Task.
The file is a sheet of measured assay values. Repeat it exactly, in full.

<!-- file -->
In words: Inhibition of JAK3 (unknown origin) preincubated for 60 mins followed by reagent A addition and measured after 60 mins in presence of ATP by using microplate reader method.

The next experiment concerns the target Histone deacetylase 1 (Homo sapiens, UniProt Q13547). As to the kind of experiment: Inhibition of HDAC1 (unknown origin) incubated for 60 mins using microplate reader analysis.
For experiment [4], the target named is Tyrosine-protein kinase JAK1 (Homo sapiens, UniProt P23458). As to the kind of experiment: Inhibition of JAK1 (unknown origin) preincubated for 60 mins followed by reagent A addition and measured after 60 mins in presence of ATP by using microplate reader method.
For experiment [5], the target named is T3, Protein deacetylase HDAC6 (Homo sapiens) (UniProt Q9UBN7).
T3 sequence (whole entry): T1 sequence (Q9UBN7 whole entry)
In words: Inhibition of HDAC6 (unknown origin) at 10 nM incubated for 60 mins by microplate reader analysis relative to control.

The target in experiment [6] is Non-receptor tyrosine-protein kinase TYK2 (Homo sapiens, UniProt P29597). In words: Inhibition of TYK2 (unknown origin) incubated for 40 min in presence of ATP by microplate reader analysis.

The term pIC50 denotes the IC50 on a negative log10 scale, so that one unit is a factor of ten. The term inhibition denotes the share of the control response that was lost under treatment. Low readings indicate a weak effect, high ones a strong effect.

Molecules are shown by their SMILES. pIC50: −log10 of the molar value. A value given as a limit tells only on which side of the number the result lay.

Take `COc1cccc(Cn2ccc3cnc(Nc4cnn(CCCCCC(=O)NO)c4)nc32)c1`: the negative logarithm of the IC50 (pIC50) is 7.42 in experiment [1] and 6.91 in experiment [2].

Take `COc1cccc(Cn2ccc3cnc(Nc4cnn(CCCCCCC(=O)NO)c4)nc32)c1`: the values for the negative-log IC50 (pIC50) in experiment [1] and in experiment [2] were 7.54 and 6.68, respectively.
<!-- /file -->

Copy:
In words: Inhibition of JAK3 (unknown origin) preincubated for 60 mins followed by reagent A addition and measured after 60 mins in presence of ATP by using microplate reader method.

The next experiment concerns the target Histone deacetylase 1 (Homo sapiens, UniProt Q13547). As to the kind of experiment: Inhibition of HDAC1 (unknown origin) incubated for 60 mins using microplate reader analysis.
For experiment [4], the target named is Tyrosine-protein kinase JAK1 (Homo sapiens, UniProt P23458). As to the kind of experiment: Inhibition of JAK1 (unknown origin) preincubated for 60 mins followed by reagent A addition and measured after 60 mins in presence of ATP by using microplate reader method.
For experiment [5], the target named is T3, Protein deacetylase HDAC6 (Homo sapiens) (UniProt Q9UBN7).
T3 sequence (whole entry): T1 sequence (Q9UBN7 whole entry)
In words: Inhibition of HDAC6 (unknown origin) at 10 nM incubated for 60 mins by microplate reader analysis relative to control.

The target in experiment [6] is Non-receptor tyrosine-protein kinase TYK2 (Homo sapiens, UniProt P29597). In words: Inhibition of TYK2 (unknown origin) incubated for 40 min in presence of ATP by microplate reader analysis.

The term pIC50 denotes the IC50 on a negative log10 scale, so that one unit is a factor of ten. The term inhibition denotes the share of the control response that was lost under treatment. Low readings indicate a weak effect, high ones a strong effect.

Molecules are shown by their SMILES. pIC50: −log10 of the molar value. A value given as a limit tells only on which side of the number the result lay.

Take `COc1cccc(Cn2ccc3cnc(Nc4cnn(CCCCCC(=O)NO)c4)nc32)c1`: the negative logarithm of the IC50 (pIC50) is 7.42 in experiment [1] and 6.91 in experiment [2].

Take `COc1cccc(Cn2ccc3cnc(Nc4cnn(CCCCCCC(=O)NO)c4)nc32)c1`: the values for the negative-log IC50 (pIC50) in experiment [1] and in experiment [2] were 7.54 and 6.68, respectively.